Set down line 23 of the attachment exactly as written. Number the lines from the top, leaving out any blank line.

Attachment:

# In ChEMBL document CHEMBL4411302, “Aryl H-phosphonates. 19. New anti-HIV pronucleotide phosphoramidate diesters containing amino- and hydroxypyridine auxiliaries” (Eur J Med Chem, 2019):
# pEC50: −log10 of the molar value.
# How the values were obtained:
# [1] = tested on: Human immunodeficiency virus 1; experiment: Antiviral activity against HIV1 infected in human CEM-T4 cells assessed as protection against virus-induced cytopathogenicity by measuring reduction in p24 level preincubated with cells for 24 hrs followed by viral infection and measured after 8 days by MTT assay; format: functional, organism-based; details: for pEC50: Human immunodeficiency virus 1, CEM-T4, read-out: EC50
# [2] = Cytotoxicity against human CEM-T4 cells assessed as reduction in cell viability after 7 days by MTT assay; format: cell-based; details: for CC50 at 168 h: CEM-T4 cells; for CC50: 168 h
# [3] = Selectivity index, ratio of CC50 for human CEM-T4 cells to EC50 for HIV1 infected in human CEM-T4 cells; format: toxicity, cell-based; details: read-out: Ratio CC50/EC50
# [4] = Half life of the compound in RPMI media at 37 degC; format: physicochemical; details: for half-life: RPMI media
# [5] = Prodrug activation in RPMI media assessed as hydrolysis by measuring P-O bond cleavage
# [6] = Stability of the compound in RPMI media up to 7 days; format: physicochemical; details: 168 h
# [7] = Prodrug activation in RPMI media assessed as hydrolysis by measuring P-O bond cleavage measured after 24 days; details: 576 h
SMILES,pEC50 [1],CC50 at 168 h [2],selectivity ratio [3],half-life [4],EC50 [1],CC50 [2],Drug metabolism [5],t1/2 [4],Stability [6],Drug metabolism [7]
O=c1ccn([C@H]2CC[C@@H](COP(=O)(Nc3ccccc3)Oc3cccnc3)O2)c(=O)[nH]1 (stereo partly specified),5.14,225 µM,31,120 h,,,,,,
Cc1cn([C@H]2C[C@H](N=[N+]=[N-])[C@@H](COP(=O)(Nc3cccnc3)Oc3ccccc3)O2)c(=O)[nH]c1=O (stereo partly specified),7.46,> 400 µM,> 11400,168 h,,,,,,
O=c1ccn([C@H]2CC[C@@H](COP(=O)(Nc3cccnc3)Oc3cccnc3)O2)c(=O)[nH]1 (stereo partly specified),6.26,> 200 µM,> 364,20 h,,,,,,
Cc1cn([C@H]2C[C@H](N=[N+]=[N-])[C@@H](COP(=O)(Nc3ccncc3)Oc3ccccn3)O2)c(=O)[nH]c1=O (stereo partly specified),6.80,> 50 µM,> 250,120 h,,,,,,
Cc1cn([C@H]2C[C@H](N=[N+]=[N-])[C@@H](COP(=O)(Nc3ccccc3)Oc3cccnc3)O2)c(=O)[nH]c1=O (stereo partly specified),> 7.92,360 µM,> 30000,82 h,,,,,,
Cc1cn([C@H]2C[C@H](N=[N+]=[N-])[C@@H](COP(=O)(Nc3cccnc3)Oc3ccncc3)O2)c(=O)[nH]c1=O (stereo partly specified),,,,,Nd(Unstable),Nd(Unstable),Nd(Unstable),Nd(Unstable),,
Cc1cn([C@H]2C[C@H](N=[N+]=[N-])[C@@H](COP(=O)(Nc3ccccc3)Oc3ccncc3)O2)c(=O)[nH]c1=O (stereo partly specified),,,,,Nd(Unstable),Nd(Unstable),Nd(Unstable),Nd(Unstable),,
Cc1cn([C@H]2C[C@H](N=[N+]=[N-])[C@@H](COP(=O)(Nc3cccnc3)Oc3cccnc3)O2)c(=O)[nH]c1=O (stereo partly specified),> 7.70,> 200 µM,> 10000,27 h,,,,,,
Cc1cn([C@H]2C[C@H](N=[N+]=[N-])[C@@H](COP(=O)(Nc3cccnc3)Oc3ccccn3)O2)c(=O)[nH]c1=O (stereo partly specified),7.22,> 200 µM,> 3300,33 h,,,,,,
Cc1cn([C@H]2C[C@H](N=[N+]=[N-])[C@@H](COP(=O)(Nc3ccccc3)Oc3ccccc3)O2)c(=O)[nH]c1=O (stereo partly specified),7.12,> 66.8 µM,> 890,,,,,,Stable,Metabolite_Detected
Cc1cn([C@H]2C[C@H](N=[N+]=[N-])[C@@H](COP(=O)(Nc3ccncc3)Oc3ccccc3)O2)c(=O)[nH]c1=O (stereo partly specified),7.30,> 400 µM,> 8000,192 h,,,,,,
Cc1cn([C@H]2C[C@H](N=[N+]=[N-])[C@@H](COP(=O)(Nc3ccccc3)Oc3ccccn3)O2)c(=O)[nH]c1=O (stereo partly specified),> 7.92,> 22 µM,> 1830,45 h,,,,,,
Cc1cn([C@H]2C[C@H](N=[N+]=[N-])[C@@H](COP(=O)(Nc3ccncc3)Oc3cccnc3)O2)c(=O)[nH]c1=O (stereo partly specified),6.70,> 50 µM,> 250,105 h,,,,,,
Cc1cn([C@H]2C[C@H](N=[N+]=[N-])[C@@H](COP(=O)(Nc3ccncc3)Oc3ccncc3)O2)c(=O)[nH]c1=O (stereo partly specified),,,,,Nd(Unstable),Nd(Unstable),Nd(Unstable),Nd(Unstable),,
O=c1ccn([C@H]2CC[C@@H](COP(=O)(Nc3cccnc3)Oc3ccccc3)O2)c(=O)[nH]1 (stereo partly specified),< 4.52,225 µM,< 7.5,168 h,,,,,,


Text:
Cc1cn([C@H]2C[C@H](N=[N+]=[N-])[C@@H](COP(=O)(Nc3ccccc3)Oc3ccccn3)O2)c(=O)[nH]c1=O (stereo partly specified),> 7.92,> 22 µM,> 1830,45 h,,,,,,